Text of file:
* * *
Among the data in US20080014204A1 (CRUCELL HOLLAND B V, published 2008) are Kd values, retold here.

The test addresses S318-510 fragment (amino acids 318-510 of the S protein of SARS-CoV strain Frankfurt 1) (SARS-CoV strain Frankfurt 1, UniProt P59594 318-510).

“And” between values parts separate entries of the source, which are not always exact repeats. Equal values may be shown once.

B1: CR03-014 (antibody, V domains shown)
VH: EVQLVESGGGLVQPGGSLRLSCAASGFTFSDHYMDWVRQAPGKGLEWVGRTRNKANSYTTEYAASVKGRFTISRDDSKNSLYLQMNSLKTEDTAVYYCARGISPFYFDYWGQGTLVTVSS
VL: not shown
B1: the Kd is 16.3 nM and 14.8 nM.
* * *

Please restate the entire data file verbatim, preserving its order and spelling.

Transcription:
Among the data in US20080014204A1 (CRUCELL HOLLAND B V, published 2008) are Kd values, retold here.

The test addresses S318-510 fragment (amino acids 318-510 of the S protein of SARS-CoV strain Frankfurt 1) (SARS-CoV strain Frankfurt 1, UniProt P59594 318-510).

“And” between values parts separate entries of the source, which are not always exact repeats. Equal values may be shown once.

B1: CR03-014 (antibody, V domains shown)
VH: EVQLVESGGGLVQPGGSLRLSCAASGFTFSDHYMDWVRQAPGKGLEWVGRTRNKANSYTTEYAASVKGRFTISRDDSKNSLYLQMNSLKTEDTAVYYCARGISPFYFDYWGQGTLVTVSS
VL: not shown
B1: the Kd is 16.3 nM and 14.8 nM.